Tim Moore answered:
Get an estimate from a contractor to repair the problems and submit it to the sellers. Your options are to ask for price reductions or for them to make the repairs before you close.

You should be asking your Realtor. ... more
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Mon Apr 16, 2012
Angel Calzadilla answered:
When you look at buying a townhouse in a planned community, you first have to know what you're buying - how the house is deeded.
There are two types of ownership...
1. Fee-simple. This is the type of deed 98% of single homes have. The deed covers both the land and the structure.
Many townhouse communities have HOAs (Home owners Association), and membership in the HOA is specified as mandatory in the deed.
Fee-Simple HOA.

You are responsible for all repairs to the exterior of your house...because you own the outside of the structure.
The HOA usually owns common ground outside of homeowner boundaries, either open space or often things like a pool, tennis courts, playground. These facilities are run by the HOA, and your HOA monthly dues pay for expenses, wether you use those facilities or not.
Also, the HOA may or may not have blanket contracts for things like landscaping, trash collection and snow removal.
The HOA may also have architectural guidelines that specify what you can do outside of the house(yes, on your property) as to plantings, paint colors, additions, etc.

2. Condominium.

Your deed gives you ownership of the interior of your house...from the studs in. The Condo association owns the land and the outside of the house..roof, decks, patios and outside walls.

The condo association, which you automatically belong to, collects fees and negotiates contracts for all common areas and things like the pool, etc.

One of the big differences, as far as quality of life, is the fact that your front and back yards are common property in a Condo - and people can and will walk through your yards.

In my opinion there is nothing like a well maintained single family home and much more when one is a financially conservative individual or couple.
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Tue Mar 27, 2012
Steven Hong answered:
If maintenance is a concern, by all means go newer. I just ran a quick search and there are over a dozen homes in those areas that are 1990 or newer. I would be happy to email you the list with no obligations. Drop me a line if you are interested. ... more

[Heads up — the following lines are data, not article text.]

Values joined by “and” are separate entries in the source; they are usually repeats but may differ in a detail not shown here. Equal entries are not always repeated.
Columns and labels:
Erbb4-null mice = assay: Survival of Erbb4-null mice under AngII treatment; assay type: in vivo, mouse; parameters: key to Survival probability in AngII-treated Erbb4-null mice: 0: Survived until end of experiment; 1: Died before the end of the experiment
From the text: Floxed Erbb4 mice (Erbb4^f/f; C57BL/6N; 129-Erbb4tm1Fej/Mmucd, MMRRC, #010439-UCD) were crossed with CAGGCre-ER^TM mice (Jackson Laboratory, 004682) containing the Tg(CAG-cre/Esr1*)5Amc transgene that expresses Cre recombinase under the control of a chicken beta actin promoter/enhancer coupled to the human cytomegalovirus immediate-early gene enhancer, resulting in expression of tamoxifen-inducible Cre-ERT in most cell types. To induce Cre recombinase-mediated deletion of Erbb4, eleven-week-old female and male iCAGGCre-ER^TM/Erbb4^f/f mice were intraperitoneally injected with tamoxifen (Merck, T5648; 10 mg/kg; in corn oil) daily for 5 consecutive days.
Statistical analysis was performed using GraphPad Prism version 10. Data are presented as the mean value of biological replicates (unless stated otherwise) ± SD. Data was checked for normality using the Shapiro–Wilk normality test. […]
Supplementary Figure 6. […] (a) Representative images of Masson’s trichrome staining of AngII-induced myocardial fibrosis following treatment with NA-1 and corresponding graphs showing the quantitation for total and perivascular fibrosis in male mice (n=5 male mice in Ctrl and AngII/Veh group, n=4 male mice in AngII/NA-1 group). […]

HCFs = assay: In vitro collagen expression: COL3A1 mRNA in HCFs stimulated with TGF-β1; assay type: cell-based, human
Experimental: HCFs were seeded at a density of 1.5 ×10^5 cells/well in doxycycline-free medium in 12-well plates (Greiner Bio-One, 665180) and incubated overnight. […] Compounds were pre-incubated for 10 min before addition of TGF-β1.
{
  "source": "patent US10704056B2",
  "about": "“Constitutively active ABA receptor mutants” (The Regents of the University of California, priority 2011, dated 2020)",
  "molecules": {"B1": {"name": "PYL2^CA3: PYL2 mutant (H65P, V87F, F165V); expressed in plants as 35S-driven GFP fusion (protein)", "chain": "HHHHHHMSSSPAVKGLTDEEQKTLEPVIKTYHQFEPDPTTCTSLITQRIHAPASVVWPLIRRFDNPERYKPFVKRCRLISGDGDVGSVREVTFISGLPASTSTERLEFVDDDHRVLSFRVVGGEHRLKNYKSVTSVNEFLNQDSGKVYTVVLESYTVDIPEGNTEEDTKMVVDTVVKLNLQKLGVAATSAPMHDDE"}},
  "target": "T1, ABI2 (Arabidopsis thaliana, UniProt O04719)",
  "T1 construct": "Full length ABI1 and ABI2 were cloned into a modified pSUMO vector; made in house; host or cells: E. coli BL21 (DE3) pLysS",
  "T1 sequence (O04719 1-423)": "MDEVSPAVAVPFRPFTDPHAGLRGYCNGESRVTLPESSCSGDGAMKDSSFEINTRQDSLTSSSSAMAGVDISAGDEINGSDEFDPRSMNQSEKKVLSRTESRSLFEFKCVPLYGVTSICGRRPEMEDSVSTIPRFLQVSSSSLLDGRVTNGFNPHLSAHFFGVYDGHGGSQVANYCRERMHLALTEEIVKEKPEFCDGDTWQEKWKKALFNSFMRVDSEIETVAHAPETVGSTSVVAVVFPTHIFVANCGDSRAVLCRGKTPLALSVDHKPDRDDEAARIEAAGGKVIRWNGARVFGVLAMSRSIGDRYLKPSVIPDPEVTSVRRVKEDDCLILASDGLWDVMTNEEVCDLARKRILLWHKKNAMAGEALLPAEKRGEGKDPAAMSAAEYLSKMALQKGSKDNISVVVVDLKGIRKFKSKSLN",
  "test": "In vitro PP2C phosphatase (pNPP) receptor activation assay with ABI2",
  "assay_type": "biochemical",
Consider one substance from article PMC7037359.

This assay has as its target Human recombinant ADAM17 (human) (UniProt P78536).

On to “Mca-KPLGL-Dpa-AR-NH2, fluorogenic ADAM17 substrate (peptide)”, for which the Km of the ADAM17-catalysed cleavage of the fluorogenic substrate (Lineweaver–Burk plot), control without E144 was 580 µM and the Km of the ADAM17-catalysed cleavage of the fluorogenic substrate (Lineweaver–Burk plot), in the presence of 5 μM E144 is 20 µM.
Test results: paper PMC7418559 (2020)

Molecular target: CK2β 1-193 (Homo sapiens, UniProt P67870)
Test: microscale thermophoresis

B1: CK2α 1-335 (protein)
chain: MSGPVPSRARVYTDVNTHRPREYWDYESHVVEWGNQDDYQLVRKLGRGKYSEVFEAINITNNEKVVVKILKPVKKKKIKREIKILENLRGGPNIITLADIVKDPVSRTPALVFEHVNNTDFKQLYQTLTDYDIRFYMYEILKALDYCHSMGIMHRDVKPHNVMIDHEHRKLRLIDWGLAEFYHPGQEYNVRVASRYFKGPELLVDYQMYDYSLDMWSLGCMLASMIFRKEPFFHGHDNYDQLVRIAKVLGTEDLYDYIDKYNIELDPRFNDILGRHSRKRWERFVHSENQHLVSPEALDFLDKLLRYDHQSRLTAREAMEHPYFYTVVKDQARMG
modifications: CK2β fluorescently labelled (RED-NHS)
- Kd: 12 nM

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Tue Mar 27, 2012
Donald James answered:
Hi Tony,

Great questions. This is a conversation you should have with your financial planner as well as Realtor (maybe together). There is not a one-size-fits-all answer.

Mortgage money is cheap now so many buyers go with a lower down payment. Some of my buyers make a larger down payment so their monthly mortgage payment is comfortable for them. ... more
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Tue Mar 27, 2012
Kris Lindahl Team answered:
I would recommend you check the corrections website for crime statistics.
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Tue Mar 27, 2012
Christopher Block answered:
If you are not on the loan, thus it is not on your credit report, you shall not be effected if worst case the home were to go into foreclosure. So good news all around in that department.

Something to consider...Our foreclosure laws are meant to protect owner occupieds NOT non-ones. So, I would think it a smart decision to know your exit strategy before you buy another house. Whether you go with a Realtor who specializes in leases, or you just use a leasing company, I would think it smart to sit down and find out everything on your current home before buying something.

As for whether you should both be on the loan for this new house or not I am not a loan officer so I don't know. I am not sure if you are already working with a loan officer or a realtor, but if Not I would love to help you navigate this. It will be important to work with someone who knows our Foreclosure laws really well, and has the right contacts/team in place to fit your exact needs.

Just contact me directly through Trulia!

... more
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Mon Mar 12, 2012
House Geeks answered:
Parts of Windom Park, Audubon Park and Waite Park should be good for decent appreciation. I also feel you will see an accelerated appreciation over other areas in Copper and Hale. I have put a link below to a neighborhood map with some great information.